12-10-2017 | By Paul Whytock
Improved sensor technology is a key element driving forward the creation of IoT systems and devices but the monumental amounts of data they will create has to be communicated and this raises some serious worries about whether the Internet in its current form will cope.
On the sensor side of things a technology collaboration aimed at solving what the participating partners see as IoT sensor design challenges has been formed by chip company Analog Devices (ADI) and nanotech and digital technologies research organization Imec.
According to the two organizations continued development of IoT related products and devices is hampered because the underlying sensors, and the chips upon which they are built, are often too big, too expensive and not sufficiently accurate. The joint research initiatives that have already been started in the framework of the strategic collaboration will focus on what it describes as localization sensor technology.
Figures from industry analysts certainly make it clear just how massive the IoT market will be for sensor components. A report from analysts Business Insider goes as far to say it will become the largest global market for devices and that by 2019 it will be over twice the market size of the smart phone, automotive electronics and tablet sectors. And according to Garner Incorporated the worldwide number of connected IoT devices and systems will reach 20.4 billion by 2020.
The new sensor technology collaboration already has two design projects in progress. The first is a low-power sensor for applications in smart buildings and intelligent industrial locations and the second will focus on the analysis of liquids including water, blood and urine. Exact design information about what ultimately will be single chip multi-electrode sensors is understandably not available yet but design criterion will involve the application of ultra-low power circuits and smart algorithms.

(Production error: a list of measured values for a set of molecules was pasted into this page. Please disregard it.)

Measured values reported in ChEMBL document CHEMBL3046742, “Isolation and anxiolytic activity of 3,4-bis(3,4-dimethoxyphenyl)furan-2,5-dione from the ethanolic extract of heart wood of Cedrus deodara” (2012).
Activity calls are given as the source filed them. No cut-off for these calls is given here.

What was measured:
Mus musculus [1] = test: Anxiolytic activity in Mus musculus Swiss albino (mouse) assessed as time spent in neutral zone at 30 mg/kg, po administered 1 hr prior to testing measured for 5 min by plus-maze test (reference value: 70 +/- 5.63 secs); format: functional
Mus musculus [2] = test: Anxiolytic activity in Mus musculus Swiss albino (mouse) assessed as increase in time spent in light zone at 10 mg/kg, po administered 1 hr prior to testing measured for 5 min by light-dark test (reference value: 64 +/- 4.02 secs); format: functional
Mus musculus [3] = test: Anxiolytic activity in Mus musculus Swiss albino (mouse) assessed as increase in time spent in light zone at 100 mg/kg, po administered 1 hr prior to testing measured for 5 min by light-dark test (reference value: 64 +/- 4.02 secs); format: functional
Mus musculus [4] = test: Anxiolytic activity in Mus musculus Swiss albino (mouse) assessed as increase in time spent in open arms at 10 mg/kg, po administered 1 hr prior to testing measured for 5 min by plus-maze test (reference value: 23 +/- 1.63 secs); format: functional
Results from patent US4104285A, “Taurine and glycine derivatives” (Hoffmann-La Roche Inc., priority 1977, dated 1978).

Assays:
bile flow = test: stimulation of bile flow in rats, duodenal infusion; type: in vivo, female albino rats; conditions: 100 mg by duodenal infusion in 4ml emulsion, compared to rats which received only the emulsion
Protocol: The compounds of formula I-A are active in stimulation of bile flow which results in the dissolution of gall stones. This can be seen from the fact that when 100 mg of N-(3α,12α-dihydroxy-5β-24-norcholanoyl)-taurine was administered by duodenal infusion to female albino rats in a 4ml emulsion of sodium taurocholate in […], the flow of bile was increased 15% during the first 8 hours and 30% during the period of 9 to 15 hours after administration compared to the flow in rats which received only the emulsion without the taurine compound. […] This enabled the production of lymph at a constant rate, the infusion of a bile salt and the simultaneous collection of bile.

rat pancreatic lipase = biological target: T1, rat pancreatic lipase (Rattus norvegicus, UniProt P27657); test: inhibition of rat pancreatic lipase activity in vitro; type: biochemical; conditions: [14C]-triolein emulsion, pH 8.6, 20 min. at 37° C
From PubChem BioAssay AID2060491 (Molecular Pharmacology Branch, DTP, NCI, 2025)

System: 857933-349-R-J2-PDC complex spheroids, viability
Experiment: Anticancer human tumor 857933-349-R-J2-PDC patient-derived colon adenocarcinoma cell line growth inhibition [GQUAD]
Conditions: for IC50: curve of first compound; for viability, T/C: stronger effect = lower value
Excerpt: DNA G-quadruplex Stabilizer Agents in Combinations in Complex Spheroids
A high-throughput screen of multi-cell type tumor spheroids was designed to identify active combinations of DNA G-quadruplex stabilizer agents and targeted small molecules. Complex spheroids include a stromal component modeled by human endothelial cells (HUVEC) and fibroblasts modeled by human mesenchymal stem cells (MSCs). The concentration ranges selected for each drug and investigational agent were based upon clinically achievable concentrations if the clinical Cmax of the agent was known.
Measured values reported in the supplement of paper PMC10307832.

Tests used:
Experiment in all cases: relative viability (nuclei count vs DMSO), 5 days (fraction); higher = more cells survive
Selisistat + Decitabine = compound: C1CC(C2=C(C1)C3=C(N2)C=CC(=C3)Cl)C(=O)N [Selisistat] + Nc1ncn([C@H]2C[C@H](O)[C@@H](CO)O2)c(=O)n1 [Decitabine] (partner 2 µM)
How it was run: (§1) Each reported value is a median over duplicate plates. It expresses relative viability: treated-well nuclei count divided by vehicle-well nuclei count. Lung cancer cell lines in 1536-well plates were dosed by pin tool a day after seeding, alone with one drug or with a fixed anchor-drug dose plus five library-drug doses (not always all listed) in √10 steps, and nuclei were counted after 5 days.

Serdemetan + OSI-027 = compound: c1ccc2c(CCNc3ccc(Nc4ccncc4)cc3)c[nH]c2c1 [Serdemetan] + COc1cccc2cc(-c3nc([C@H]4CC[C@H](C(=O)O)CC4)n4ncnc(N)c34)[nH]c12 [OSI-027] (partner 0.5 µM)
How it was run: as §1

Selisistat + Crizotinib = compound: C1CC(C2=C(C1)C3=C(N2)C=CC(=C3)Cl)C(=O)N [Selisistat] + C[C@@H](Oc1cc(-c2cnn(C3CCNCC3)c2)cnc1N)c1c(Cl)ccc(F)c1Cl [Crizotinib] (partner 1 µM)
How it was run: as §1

There is no doubt that improved sensor technology is a fundamentally important design challenge if the full potential of IoT connectivity is to be achieved.
However, having collected colossal amounts of IoT sensor created data it has to be communicated and here lies one of the major technology hurdles that could seriously hindered IoT progress.
Many industry pundits argue that unless we see IPv6 (Internet Protocol version 6) implemented, the Internet as it stands with its existing IPv4 structure will be incapable of handling the constant deluge of IoT data. The point is that IPv6 has a much larger address space. The length of an IPv6 address is 128 bits, compared with 32 bits in IPv4 and this would provide the Internet with far greater data communication capacity.
However communications company Cisco see things differently. That company believes 50 billion devices can be linked directly to the Internet by 2020, even though adoption of IPv6 remains sluggish.
Only time will tell.